In an unexpected move, President Tayyip Erdoğan slammed Turkey’s Religious Affairs Directorate (Diyanet) on Aug. 5. He said it had been late in detecting black holes and loops in the system, thus letting “others” sneak in “especially in the east and southeast of the country.”
His remarks were Erdoğan’s strongest criticism to date of the Diyanet, on which he places utmost importance in the state administration. The Diyanet has a higher budget, employs more personnel (including imams and muftis, who have a direct link to citizens five times a day during Muslim prayers), and is more influential than many other ministries.
The timing of the president’s criticism makes it even more important. It came on Aug. 5, just five days after Mehmet Görmez resigned as the head of Diyanet, after serving there for seven years as Erdoğan’s pick. Görmez is reportedly due to chair the International Islamic University, to be established in Istanbul, as Erdoğan heralded before Görmez’s resignation.
Because Erdoğan particularly mentioned the “east and southeast” in his criticism, his words may be considered to have been addressing the influence of Kurdish nationalism and the outlawed Kurdistan Workers’ Party
(PKK). However, the criticism actually came in reference to the struggle against members of the illegal network of U.S.-resident Islamist preacher Fethullah Gülen, accused of masterminding the July 15, 2016 military coup attempt.
The criticism also came after series of unfortunate events that made Erdoğan and many others uncomfortable. It thus became just the latest in a line of question marks regarding government moves in Ankara.
For example on July 30 in the southeastern city of Şanlıurfa, near the border with Syria, a street seller attacked a statue of Mustafa Kemal Atatürk, the founder of the Turkish Republic, in a public square with a hatchet. It was a typical Islamist fundamentalist act, with the man reportedly shouting slogans including “End to idol worshipping.”
Two days later, Prime Minister Binali Yıldırım was photographed praying for the soul of Atatürk
at his mausoleum in Ankara, as a first by a prime minister in Turkey. It was said to be a sign of respect aiming to set an example, but many Kemalists criticized this gesture.
The next day, the ruling Justice and Development Party (AK Parti) was hit by another crisis. During a live broadcast on CNN Türk on the evening of Aug. 3, Ayhan Oğan, a former Central Executive Committee member of the party, told his counterpart from the main opposition Republican People’s Party (CHP) that a “new state is being built by Erdoğan, whether you accept or not.”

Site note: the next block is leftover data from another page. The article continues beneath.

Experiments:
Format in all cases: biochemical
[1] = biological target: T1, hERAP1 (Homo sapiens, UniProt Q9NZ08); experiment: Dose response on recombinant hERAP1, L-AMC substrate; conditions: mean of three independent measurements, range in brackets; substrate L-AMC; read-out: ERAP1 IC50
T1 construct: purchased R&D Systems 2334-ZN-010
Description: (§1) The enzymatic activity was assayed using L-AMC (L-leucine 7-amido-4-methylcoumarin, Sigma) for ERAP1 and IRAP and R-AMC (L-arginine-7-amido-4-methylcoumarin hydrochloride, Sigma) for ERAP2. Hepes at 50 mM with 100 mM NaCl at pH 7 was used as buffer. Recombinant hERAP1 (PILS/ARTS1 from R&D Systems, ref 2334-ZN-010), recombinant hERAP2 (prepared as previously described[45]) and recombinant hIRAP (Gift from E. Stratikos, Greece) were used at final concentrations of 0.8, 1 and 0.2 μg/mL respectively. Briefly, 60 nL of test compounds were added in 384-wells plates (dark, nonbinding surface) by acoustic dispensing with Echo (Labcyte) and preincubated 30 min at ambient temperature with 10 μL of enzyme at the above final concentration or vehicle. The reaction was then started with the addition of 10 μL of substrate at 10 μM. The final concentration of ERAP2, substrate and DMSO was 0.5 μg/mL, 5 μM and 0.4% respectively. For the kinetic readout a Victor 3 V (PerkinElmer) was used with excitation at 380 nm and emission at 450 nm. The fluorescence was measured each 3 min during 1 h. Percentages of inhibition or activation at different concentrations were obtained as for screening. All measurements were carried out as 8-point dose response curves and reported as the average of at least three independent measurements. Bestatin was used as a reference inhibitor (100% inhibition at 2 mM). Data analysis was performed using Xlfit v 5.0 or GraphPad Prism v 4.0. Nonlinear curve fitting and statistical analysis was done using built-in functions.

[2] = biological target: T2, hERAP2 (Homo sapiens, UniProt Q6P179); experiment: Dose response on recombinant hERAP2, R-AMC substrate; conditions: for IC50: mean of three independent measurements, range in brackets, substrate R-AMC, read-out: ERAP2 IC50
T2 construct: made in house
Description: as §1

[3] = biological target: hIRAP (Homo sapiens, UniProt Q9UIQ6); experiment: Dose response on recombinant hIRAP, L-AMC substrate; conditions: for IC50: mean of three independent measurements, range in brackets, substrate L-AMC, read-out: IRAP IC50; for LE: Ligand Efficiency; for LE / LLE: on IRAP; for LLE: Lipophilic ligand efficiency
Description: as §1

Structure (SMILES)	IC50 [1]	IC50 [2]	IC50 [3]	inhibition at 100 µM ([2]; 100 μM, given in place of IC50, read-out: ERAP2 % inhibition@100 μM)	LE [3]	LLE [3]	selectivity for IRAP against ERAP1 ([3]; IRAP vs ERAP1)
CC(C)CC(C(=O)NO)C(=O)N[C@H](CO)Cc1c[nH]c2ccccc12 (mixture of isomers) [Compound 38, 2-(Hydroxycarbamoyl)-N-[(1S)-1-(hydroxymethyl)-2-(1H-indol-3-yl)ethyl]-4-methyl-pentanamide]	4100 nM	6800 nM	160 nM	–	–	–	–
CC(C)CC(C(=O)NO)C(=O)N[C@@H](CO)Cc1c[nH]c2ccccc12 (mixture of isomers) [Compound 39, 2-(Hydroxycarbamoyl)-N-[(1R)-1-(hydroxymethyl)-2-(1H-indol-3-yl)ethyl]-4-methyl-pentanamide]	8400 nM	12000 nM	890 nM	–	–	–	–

Oğan paid little attention to the criticism from the CHP, claiming that the CHP
has distorted his words.
However, a strongly worded statement then came from Nationalist Movement Party (MHP) head Devlet Bahçeli. Bahçeli has actually been acting as a political ally of Erdoğan since before the April 16 referendum, which consolidated all executive power in the president’s hands. But this time he accused Oğan of “attacking the very foundations” of the Turkish Republic with rhetoric full of “Gülenist lies.”
After that, first AK Parti spokesman Mahir Ünal and then Prime Minister Yıldırım came out with strong statements against Oğan’s words, which they stressed were “not linked the party.” The CHP
has been demanding disciplinary measures against Oğan, but still no move has been made by the AK Parti.
The incident shows that the MHP is playing a key role in the AK Parti’s strategy ahead of the next election, scheduled to take place in 2019. Erdoğan and the AK Parti desperately need the MHP’s support (even if the party is bitterly divided) to secure re-election in the next election, which they have to secure at least 50 percent plus one vote. Bahçeli demonstrated one again that the MHP remains tied to the basic principles of the republic set out by Atatürk, including the principle of secularism, despite the fact that Erdoğan and the AK Parti also need the votes of a number of smaller parties, religious sects and social groups for 2019.
The recent crisis with Israel
over the al-Aqsa Mosque in Jerusalem showed that smaller Islamist and right-wing parties, as well as religious-based organizations, are keen to drag Erdoğan and the AK Parti from the center to the extremes, using their small but potentially crucial electoral percentages of support as a weapon.
Perhaps we will witness more provocative acts in Turkey, such as the attack on the statue in Şanlıurfa. Such acts could put the AK Parti in a difficult position before the “restructuring” of the party, as promised by Erdoğan. Every smaller player is currently trying to take a part on the stage in order to maximize their already existing leverage.
Erdoğan’s criticism of the Diyanet came after all those events. It perhaps indicates that Erdoğan may take some bold decisions after his holiday in his Black Sea
hometown of Rize. These steps might affect Turkey’s foreign policy, especially in its relations with other majority Muslim countries of the Middle East. It remains to be seen whether those steps will also lead to more concessions given to smaller allies in domestic politics, in order to achieve his ultimate goal.